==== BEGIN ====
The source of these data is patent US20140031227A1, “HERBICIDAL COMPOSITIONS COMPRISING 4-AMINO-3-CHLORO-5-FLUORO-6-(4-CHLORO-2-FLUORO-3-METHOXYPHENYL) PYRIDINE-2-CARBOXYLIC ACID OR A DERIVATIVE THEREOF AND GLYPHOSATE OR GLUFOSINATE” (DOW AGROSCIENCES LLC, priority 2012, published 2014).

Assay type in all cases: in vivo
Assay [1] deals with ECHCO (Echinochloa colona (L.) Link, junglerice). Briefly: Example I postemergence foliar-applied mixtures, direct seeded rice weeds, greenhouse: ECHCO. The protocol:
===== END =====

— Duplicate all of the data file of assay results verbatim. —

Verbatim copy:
The source of these data is patent US20140031227A1, “HERBICIDAL COMPOSITIONS COMPRISING 4-AMINO-3-CHLORO-5-FLUORO-6-(4-CHLORO-2-FLUORO-3-METHOXYPHENYL) PYRIDINE-2-CARBOXYLIC ACID OR A DERIVATIVE THEREOF AND GLYPHOSATE OR GLUFOSINATE” (DOW AGROSCIENCES LLC, priority 2012, published 2014).

Assay type in all cases: in vivo
Assay [1] deals with ECHCO (Echinochloa colona (L.) Link, junglerice). Briefly: Example I postemergence foliar-applied mixtures, direct seeded rice weeds, greenhouse: ECHCO. The protocol: